On March 13, 2020, President Trump issued a proclamation that the novel coronavirus (“COVID-19”) outbreak in the United States constituted a national emergency. Following this proclamation, pursuant to section 1135(b) of the Social Security Act, the Secretary of the Department of Health and Human Services (“HHS”), Alex Azar, invoked his authority to waive or modify certain requirements of titles of the Act as a result of the consequences of the COVID-19 pandemic, to the extent necessary, as determined by the Centers for Medicare & Medicaid Services (“CMS”), to ensure that sufficient health care items and services are available to meet the needs of individuals enrolled in the Medicare, Medicaid, and Children’s Health Insurance Programs (“CHIP”). This authority took effect on March 15, 2020, with a retroactive effective date of March 1, 2020 and will terminate at the conclusion of the public health emergency period.[1] Pursuant to this authority, HHS announced a number of nationwide blanket waivers, including a waiver related to telehealth, in order for providers to respond to the COVID-19 public health emergency.[2]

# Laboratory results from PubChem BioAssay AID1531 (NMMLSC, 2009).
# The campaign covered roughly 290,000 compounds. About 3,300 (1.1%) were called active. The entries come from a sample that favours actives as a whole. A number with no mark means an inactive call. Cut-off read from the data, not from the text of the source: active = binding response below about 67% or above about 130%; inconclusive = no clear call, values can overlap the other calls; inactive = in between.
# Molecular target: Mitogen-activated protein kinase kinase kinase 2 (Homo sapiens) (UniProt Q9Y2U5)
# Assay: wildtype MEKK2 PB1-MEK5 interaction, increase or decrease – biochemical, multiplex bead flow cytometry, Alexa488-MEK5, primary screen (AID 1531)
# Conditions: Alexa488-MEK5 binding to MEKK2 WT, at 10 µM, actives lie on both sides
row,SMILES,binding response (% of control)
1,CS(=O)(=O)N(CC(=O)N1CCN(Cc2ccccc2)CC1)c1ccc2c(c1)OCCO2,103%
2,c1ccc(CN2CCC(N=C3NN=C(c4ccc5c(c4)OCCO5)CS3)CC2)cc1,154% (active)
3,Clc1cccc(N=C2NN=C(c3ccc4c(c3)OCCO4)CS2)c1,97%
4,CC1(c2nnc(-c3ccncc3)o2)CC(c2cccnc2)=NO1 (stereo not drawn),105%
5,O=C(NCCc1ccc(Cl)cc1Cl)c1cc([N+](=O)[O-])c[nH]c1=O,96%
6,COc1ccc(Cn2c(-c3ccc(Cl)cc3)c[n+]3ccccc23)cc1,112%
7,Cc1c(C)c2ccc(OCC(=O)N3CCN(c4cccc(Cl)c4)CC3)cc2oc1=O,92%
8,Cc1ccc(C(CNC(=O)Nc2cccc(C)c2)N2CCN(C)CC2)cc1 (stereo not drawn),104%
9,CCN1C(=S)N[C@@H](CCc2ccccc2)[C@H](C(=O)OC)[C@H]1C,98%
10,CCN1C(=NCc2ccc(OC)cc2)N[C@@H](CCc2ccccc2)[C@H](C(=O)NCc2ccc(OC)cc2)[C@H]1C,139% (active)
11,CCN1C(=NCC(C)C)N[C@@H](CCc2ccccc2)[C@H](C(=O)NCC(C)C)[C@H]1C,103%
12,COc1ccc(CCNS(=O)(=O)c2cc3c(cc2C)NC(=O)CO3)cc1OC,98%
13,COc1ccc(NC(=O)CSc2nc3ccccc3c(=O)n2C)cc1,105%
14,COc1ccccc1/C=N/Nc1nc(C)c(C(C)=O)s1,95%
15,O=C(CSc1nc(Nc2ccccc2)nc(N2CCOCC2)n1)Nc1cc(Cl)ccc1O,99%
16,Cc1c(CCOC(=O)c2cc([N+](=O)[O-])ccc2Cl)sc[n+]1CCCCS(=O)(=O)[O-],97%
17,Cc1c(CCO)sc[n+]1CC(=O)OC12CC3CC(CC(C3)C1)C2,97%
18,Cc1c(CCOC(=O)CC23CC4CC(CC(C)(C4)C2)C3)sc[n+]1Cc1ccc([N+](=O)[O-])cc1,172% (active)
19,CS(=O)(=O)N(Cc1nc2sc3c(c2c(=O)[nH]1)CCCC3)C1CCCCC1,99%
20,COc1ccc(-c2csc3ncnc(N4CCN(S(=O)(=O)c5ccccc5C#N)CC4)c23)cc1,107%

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HHS Issues Blanket Waivers for Certain Financial Relationships Subject to the Stark Law

WHO: The Secretary of the Department of Health and Human Services (HHS)

WHAT: Issued nationwide “blanket waivers” of the federal Stark Law (Section 1877 of the Social Security Act) pursuant to his authority Section 1135 of the Social Security Act.

WHEN: Although issued on March 30, 2020, the waivers are retroactively effective as of March 1, 2020.

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FDA Issues Update to Guidance for Clinical Trials During the COVID-10 Pandemic

On Friday, March 27, 2020, FDA issued an update to previous guidance titled, “FDA Guidance on Conduct of Clinical Trials of Medical Products during the COVID-19 Pandemic” (the “Guidance”), adding an Appendix with ten questions and answers for specific topics based on feedback received on the initial March 18th Guidance. To supplement our prior blog post, we identify some key takeaways from the updated Guidance below: